“The key to our strategy is rapid response, so changeover time is critical,” Allison says. “We have to be able to tear down in the middle of one job, switch over to another, then jump back on the original work and finish it. We often collate directly onto the lugged infeed conveyors of the shrink wrappers, which are about 20 ft. long, then do more kitting on the exit side before the conveyors terminate at the case erector. The kitted components are placed in the case, then sealed and labeled by downstream machines.”
The fulfillment department got started in shrink wrapping with a manual L-bar machine borrowed from the company’s bindery department, then moved up by purchasing an automatic L-bar machine. That machine’s 33 packs/min. output proved insufficient for the growing volume, and the quality expectations of one customer were hard to meet using it.
Quality is a must
For most printers, shrink wrapping is needed only for shipping/storage protection, or simple convenience packaging for the customer, Allison explains. Her department, however, also must do retail display-quality packaging, where packaging quality can influence customer perceptions about product quality. “We ship retail packs of as few as 25 sheets of paper that are later unpacked by the customer, inventoried at his end, then pulled and shipped to a retail outlet,” she says. “On these packs, the corners can’t curl or puncture after wrapping. There can be no dog ears of any kind, and the clarity and even the tactile feel of the film are critical. More to the point, this customer inspects every package we ship because any returns from a retailer are costly. Our new equipment facilitates meeting his requirement of 100 percent perfection on received goods. In the long run, it’s cheaper for all of us to adhere to this standard going out our door.”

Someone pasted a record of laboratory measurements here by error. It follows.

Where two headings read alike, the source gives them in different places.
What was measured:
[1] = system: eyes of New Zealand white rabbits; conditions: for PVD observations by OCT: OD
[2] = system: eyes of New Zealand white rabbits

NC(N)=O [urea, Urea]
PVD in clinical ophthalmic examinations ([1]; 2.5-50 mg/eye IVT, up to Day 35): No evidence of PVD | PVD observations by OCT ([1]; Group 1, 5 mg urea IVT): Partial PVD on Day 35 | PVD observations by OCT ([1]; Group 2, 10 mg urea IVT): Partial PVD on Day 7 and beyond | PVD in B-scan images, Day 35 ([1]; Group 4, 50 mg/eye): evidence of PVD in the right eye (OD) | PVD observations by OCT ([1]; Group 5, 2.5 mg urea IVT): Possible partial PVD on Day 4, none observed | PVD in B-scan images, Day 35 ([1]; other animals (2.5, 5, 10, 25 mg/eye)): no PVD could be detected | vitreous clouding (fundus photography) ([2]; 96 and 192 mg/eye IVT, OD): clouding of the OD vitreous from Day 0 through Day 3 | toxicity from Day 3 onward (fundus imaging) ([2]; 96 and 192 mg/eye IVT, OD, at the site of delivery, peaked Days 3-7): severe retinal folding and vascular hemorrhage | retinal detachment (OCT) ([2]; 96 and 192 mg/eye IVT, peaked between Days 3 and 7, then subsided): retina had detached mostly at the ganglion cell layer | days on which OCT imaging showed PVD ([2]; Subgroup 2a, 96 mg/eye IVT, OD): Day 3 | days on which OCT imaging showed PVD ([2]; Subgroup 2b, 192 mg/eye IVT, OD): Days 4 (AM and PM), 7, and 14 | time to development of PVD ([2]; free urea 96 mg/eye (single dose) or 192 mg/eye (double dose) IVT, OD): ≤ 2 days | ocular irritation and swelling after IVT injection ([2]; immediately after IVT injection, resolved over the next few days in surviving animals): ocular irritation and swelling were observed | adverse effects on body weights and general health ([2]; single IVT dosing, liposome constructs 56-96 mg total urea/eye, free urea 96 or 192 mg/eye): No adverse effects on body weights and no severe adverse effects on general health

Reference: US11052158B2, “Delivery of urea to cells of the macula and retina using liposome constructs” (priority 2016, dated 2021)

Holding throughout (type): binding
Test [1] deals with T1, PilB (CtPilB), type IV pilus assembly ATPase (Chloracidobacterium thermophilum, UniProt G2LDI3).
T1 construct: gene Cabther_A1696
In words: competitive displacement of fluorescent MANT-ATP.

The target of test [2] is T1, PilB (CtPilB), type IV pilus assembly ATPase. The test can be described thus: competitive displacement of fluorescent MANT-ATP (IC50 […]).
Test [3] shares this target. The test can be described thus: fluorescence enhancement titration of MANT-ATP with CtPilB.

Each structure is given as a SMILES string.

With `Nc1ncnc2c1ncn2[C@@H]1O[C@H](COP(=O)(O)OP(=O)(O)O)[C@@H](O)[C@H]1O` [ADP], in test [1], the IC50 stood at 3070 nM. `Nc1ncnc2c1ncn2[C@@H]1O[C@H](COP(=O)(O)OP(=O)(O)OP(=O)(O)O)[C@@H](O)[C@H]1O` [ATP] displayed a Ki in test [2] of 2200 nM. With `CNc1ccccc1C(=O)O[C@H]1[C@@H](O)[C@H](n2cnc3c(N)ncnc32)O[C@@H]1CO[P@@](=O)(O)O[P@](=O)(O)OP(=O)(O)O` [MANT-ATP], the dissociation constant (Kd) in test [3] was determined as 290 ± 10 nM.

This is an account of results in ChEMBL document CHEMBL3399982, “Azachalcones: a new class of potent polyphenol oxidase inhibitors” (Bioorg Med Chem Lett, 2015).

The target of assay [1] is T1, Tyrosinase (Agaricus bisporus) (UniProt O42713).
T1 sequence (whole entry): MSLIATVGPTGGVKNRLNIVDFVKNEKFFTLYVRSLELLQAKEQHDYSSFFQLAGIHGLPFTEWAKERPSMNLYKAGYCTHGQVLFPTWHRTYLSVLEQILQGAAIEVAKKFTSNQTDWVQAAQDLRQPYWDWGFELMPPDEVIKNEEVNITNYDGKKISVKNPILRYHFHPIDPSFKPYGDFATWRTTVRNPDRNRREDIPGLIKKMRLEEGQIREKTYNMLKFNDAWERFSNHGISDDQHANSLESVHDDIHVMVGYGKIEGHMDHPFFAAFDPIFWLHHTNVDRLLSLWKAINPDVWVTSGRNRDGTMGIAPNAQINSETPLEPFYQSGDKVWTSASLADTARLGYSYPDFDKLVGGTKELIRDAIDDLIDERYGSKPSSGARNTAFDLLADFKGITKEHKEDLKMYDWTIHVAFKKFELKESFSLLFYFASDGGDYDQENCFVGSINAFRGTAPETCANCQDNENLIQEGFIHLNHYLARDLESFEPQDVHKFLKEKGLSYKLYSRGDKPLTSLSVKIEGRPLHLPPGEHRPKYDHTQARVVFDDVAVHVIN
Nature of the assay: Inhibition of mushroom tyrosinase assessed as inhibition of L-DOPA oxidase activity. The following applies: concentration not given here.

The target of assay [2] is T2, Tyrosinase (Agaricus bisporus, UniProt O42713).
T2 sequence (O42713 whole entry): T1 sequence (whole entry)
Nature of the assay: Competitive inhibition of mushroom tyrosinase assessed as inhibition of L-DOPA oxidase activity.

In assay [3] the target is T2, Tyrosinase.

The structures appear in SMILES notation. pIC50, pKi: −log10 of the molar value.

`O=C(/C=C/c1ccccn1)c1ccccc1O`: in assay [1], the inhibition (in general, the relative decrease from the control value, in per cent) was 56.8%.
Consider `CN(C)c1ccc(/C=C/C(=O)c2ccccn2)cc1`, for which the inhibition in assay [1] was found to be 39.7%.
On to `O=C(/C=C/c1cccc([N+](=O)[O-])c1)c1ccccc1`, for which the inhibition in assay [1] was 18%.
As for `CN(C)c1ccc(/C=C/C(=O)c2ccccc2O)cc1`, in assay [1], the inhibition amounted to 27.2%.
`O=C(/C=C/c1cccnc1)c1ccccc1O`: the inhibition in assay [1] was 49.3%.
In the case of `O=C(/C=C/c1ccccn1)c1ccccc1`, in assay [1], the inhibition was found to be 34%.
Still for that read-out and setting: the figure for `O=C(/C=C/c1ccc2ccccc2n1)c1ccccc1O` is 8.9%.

To meet this requirement and handle additional volume, Allison developed a set of requirements and started research on a second shrink-wrap machine. She attended trade shows and talked to other users and vendors. “I’m not a machinery person, and I had no preferences,” she says. “I just knew my requirements and took them to vendors, working through the selection over six to nine months. We methodically worked through a sound ROI and considered how long a machine would be viable for us if the customer mix and needs changed. We wanted a machine adaptable to small or long items, easy to changeover and maintain, and with output significantly better than the 33 per minute we have with our existing machine. We have non-English speaking people working with us, so we also focused on a machine that would be intuitive to set up.”